Type 2 diabetes (T2D) is associated with increased cardiovascular disease and mortality. Most diabetes treatments have not proven to reduce this risk and may be associated with worsening of specific cardiovascular risk factors. GLP-1 receptor agonists (GLP-1R agonists) are new incretin-based therapies for the treatment of T2D. They improve glucose control by stimulating insulin secretion and suppressing glucagon release, both in a glucose-dependent manner. There are two GLP-1R agonists approved for the treatment of T2D: once daily liraglutide and twice daily exenatide, both administered by sc injection.
Based on recent clinical trials, GLP-1R agonists suggest having a protective role in cardiovascular risk factors besides improving glycemic control, compared to placebo and to standard diabetes therapies. Both liraglutide and exenatide have demonstrated to induce clinically significant weight loss and to reduce systolic blood pressure. Liraglutide also has a positive effect on the lipid profile and cardiovascular risk biomakers. Furthermore, recent data shows a direct effect of GLP-1 and its metabolites in the vascular endothelium and the myocardium, leading to vasodilator effects and improved cardiac function in humans with acute myocardial infarction or congestive heart failure.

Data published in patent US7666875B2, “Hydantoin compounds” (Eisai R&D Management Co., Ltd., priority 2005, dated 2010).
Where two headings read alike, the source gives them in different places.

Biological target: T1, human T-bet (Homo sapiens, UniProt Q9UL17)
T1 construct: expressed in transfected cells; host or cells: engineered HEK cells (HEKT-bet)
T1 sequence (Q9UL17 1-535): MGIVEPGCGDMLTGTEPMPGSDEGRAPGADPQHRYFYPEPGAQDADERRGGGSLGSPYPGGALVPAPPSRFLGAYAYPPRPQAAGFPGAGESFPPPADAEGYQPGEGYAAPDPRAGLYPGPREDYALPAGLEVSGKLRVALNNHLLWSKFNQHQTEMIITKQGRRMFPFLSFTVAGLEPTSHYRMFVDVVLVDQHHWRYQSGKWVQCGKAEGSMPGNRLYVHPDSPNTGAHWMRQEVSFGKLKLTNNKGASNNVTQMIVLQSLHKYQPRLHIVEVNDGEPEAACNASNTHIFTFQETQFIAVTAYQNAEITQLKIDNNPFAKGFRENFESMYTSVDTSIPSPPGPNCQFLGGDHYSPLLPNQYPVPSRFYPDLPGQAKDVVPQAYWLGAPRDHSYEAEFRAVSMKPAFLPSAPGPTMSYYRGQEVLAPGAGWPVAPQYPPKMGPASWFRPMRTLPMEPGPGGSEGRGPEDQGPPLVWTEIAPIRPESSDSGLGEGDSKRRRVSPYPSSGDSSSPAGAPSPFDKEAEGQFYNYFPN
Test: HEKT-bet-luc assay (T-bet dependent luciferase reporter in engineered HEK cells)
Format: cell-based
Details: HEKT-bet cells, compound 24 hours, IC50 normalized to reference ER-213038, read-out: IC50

GLP-1R agonists have a positive impact on cardiovascular risk factors otherwise not addressed by most standard diabetes therapies. Whether these new compounds actually decrease cardiovascular disease and mortality remains to be demonstrated in outcome studies.